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The Rule of 7 Iconic Moments in Storytelling

At the beginning of my career, I worked on a lot of what are almost universally referred to as “B-Movies.” Hmmm…now that I think about it, they filled the middle of my career, as well. And also the “now” of it. Ok, so low-budget films have pretty much been my bread-and-butter for more than twenty years (by my last count, I’ve worked on closing in on 75 of them in various roles – mainly as a storyboard artist, but also as a writer, director and even producer).

One of the most important things I ever learned came early on while working on a number of things for New Concorde and Roger Corman’s group. It was a lesson that taught me a lot about moviemaking, storytelling in general, and, even though I didn’t realize it at the time, marketing.

I learned what I liked to call:

The Rule of 7 Iconic Moments in Storytelling

The rule goes like this: for a movie to be successful, a filmmaker’s goal (and this applies to storytellers in any medium) is to control two things when it comes to their audience:

1. What they are thinking about when leaving the theater (or finishing a book, comic, videogame, or any other piece of storytelling).

2. What they are going to be recounting to their friends.

In the movies of New Concorde, that amounted to opening with something crazy and then having another big moment follow every fifteen minutes thereafter. Since the movies generally ran about 90 minutes (give or take) to make distribution requirements, this amounted to seven pieces.

These “pieces” were the things the producers hoped would be the most memorable bits in the movies. In a horror flick, it would be scares; a comedy it would be laughs or quotable lines; in action, you’d be looking at fights, explosions, or stunts. Nowadays, they might be called “trailer moments,” although it’s usually a big mistake to have all your iconic moments shown upfront. They helped to keep the pace moving on the films and helped to keep an audience’s attention where it might otherwise start to fade.

Think about the greatest movies of all time and there are pieces that stick out — pieces you’ve quoted, discussed, debated, or cringed at later on with friends.

“I’ll be back.”
“I know kung-fu.”
“Are you talkin’ to me?”
“Go ahead, make my day.”
“Show me the money.”
“May the force be with you.”
“Then we’ll fight in the shade.”

I latched onto this idea of iconic moments as a storytelling device early on, but it wasn’t until much later — once I’d gone back and gotten my master’s degree in marketing — that I realized it was as much a sales and marketing piece as anything else.

Controlling your audience’s reaction and, even more important, what they’re going to be thinking once the film is over is absolutely essential. If your comedy doesn’t have quotable lines the audience is going to latch onto and repeat ad nauseum for the next month to all their friends, then there’s a good chance it’s going to fail.

If you don’t give the audience something to remember, they’re going to forget you. It’s as simple as that.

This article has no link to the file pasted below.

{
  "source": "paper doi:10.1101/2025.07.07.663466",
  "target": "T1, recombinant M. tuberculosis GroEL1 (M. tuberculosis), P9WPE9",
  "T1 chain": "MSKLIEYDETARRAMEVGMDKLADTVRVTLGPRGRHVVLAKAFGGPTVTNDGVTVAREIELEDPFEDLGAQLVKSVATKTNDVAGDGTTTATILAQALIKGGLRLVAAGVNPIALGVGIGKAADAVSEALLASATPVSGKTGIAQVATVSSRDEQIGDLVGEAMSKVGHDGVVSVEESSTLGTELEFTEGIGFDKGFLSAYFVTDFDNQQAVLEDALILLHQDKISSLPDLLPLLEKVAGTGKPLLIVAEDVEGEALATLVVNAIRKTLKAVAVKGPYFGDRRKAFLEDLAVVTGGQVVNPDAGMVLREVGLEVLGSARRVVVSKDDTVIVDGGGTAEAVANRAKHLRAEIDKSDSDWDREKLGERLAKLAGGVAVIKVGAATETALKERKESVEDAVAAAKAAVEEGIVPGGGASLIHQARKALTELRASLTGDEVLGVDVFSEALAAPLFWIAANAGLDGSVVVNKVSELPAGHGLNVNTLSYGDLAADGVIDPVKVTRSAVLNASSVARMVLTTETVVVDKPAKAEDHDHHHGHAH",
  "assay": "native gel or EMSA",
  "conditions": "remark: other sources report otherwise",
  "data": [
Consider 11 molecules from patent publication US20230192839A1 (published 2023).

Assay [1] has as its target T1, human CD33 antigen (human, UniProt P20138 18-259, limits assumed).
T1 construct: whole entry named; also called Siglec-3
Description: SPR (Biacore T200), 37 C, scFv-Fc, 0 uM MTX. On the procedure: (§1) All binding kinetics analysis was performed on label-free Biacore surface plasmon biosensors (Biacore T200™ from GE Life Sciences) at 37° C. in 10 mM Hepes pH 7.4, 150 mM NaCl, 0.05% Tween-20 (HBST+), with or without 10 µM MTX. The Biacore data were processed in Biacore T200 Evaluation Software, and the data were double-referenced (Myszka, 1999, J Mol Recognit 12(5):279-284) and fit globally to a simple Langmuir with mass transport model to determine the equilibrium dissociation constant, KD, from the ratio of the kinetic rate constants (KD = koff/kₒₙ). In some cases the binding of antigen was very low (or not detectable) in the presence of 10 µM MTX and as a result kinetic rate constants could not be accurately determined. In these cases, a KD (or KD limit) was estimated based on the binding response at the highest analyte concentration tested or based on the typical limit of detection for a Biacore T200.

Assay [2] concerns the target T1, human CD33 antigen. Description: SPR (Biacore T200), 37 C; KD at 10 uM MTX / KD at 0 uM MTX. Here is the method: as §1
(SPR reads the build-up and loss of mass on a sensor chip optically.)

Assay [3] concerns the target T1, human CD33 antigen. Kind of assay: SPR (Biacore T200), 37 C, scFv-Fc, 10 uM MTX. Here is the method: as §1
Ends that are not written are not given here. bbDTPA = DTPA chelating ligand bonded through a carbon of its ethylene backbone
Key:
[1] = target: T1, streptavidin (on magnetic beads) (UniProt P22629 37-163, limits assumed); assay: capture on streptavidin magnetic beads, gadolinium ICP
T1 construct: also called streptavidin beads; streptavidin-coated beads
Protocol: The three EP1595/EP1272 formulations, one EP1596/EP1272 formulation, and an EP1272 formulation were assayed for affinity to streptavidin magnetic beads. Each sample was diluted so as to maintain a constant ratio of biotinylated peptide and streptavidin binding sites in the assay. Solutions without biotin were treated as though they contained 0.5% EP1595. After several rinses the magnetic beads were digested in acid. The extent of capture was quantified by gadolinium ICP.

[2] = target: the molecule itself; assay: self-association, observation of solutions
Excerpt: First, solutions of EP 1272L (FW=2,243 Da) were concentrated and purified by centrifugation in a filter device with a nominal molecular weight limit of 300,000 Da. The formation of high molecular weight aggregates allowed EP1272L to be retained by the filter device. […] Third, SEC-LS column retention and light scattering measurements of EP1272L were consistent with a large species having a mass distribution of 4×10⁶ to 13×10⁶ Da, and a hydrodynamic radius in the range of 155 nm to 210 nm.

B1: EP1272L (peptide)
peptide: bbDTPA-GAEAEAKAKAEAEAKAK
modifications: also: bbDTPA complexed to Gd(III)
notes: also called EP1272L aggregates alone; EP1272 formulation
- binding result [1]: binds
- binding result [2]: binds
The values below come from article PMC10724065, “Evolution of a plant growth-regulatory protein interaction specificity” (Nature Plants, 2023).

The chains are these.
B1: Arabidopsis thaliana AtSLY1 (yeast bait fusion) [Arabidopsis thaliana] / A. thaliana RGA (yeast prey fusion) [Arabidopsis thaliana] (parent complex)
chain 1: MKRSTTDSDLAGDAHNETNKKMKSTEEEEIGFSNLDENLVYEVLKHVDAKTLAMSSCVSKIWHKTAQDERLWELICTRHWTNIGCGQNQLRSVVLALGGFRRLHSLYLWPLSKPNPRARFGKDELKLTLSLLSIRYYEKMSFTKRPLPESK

This is true with movies, video games, comics, and novels.

Ever since I figured out the rule, every piece of storytelling I’ve ever done has been built around it. The rule is in the back of my head from the moment I first put pencil to paper (okay, finger to keyboard) all the way until I write out “the end.” I work with it in my outline, and I obsess over it as I read over my finished work, constantly asking myself “what stands out” or “what will the audience talk about at the water cooler Monday morning at work?”

For my latest work (and first novel), “The Cestus Concern,” the rule of seven iconic moments was in the back of my mind the entire time. I constantly wrote and rewrote to make sure I had action sequences that were over-the-top enough that I knew my readers–an audience already jaded by having seen everything possible in the more visual worlds of films and video games–would get excited over them. If an action sequence was “good,” I’d go back in and go “Spinal Tap” on it to take things up to an eleven.

The rule helped me push my pacing in every effort to make sure things were exciting (it is my homage to over-the-top action films, after all) and that my readers would be pumped up enough by each of my iconic moments to want to continue–to need to continue. And, above all, I wanted to make sure they’d remember “THE CESTUS CONCERN” once the story was over for them.

Now, go and take a look at whatever you’re working on — film, comic, novel, short story, whatever. What are your iconic moments? What is going to blow your audience away? How will they remember your work after it’s done?

Keeping that in mind will help make sure it you and your work are remembered while others are forgotten.

OH, and don’t forget — THE CESTUS CONCERN releases January 25, 2013 for the Nook, Kindle, iPad, Kobo, and every other ereader out there, as well as for print. Don’t miss out on what is going to be the coolest sci-fi action novel of the year.

-Mat Nastos, Super Genius

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Mat Nastos
TV, Film, comic book, fantasy & steampunk writer/director, known best for bad horror movies about giant scorpions, killer pigs & dinosaurs in the sewers. You can find his work on Smashwords or at his Amazon Author Page.

3 Responses

  1. Perfect. Clear and concise.

    • Mat Nastos says:

      I’m surprised at how many writers (and filmmakers) don’t think about what their audiences will be talking about after they finish. I know in film, a lot of times it is a producer that brings it up…mainly because they’re worried about making sure the flick sells well.

  2. Well, it’s kind of like buying what you think is a great dress – except it actually looks awful on you and everyone knows it but you.

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